Back in the bicentennial year of 1976, moviegoers cheered for a downtrodden fighter named Rocky, who rose from a lowly station and shocked the world in the boxing ring.Today, Americans are far more animalistic than they were in the easy-going 1970s. So why not embrace a four-legged hero galloping to glory on the silver screen?Such is the case with "Seabiscuit," a truly brilliant, touching, and inspiring film that chronicles the life and times of a special horse and the three men who molded the little, brown loser into an unlikely champion.In a summer overloaded with forgettable films about cartoons that come to life, man-killing cyborgs and excessive explosions, "Seabiscuit" is the one true pearl amid a season of swine. For once, superheroes, wisecracking killer cops and tiresome car crashes are nowhere to be seen. Instead, we have the majesty ofa horse that rose from the ashes of the Great Depression and captivated America.The film — which is fairly true to the best-selling book — takes us inside the lives of three special men: a millionaire car dealer, an old school horse whisperer and a long-shot jockey.Alone the three might never have achieved much, but serendipity threw them together after the millionaire, Charles Howard (Jeff Bridges) purchased a lame-looking runt of a horse in the 1930s.The horse was an heir to the great Man O War, but at first glance, Seabiscuit was not his granddaddy’s thoroughbred. He was too small to race. His gait was a disaster and his tempered teetered toward tyranny. But Tom Smith, the Dr. Doolittle of horseflesh, saw something in the misfit."Unlike people, every horse is good for something," Smith says in the film. "You don’t throw an life away just cause it’s banged up a little."In time, Smith’s uncanny ability to train horses transformed Seabiscuit from nag into the biggest sensation on four legs since Hope and Crosby."Seabiscuit" entertains on several levels. First off, nostalgia buffs will enjoy the film style, which employs voice over narration and vintage still photographs of the Depression era. The underdogs among us will enjoy watching the animal rise from Palookaville to the pinnacle of his game.Scenery lovers will go weak over the cinematography. Finally, fans of the acting craft can watch three of today’s better thespians do their stuff without special effects.Chris Cooper, fresh from his Oscar-winning performance in "Adaptation," nails it again as the soft-spoken, almost mystical Mr. Smith. Bridges, who has managed to deliver solid performances for 30 years, oozes old-fashioned American optimism as Charles Howard.Up and coming superstar Toby Maguire, who presented strong performances in "Cider House Rules" and "The Wonder Boys" holds the reins as Red Pollard, the Ralph Waldo Emerson-quoting jockey who rode the real Seabiscuit to fame.As if that is not enough, killer character actor William H. Macy provides a marvelous pinch of comedy as Tick-Tock McGlaughlin, a frenzied and wacky radio announcer, who fuels Seabiscuit’s fame with his manic news tips about theoat-eating sensation.Don’t bother placing your bets, "Seabiscuit" is a winner.Until next time, Mr. Hernandez has left the theater to dine of horseflesh.Nickey Hernandez is a former private investigator who is known to use the whip on his fillies.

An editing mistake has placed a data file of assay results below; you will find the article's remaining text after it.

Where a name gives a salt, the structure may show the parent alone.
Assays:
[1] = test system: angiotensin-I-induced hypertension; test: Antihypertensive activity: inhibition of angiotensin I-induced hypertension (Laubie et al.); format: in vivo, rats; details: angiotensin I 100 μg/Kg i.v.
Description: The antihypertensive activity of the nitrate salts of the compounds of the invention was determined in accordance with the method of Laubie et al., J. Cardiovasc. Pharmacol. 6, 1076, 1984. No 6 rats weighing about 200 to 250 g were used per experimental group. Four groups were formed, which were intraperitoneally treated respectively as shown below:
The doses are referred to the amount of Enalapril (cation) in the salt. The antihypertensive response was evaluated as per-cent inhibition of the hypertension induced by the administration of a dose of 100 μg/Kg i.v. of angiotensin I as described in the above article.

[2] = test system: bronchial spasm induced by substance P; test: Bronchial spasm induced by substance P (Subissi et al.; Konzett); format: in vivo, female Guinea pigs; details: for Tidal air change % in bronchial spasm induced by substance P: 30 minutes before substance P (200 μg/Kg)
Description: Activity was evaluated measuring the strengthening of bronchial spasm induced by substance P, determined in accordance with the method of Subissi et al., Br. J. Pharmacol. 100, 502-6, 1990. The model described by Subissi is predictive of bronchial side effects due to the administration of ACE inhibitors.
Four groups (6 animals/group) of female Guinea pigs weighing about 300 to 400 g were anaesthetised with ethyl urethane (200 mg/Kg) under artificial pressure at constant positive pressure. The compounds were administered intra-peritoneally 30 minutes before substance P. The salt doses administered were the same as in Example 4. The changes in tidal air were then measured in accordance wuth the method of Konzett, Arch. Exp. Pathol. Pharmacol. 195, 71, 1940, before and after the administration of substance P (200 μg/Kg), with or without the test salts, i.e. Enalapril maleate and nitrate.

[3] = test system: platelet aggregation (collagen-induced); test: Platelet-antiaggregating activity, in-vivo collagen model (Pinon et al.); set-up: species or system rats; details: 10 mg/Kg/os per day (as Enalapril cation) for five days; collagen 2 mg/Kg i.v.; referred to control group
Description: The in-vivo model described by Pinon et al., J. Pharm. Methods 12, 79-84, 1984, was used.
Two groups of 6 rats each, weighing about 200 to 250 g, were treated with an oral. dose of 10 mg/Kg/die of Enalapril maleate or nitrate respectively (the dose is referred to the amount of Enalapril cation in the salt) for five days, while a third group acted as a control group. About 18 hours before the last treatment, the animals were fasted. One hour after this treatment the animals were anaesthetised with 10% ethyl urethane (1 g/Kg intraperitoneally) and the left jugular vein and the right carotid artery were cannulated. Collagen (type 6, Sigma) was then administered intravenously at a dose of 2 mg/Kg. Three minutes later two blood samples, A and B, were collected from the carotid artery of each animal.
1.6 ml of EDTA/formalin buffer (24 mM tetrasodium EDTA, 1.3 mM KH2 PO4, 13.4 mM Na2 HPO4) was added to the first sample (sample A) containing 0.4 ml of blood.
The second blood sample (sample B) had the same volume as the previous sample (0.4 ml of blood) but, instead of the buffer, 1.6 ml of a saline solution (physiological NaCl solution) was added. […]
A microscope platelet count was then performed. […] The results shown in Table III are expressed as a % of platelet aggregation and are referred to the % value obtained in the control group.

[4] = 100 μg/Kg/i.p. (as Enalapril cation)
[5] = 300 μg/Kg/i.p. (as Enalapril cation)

Support Local Journalism
If you don't follow the rules, your comment may be deleted.
User Legend: Moderator Trusted User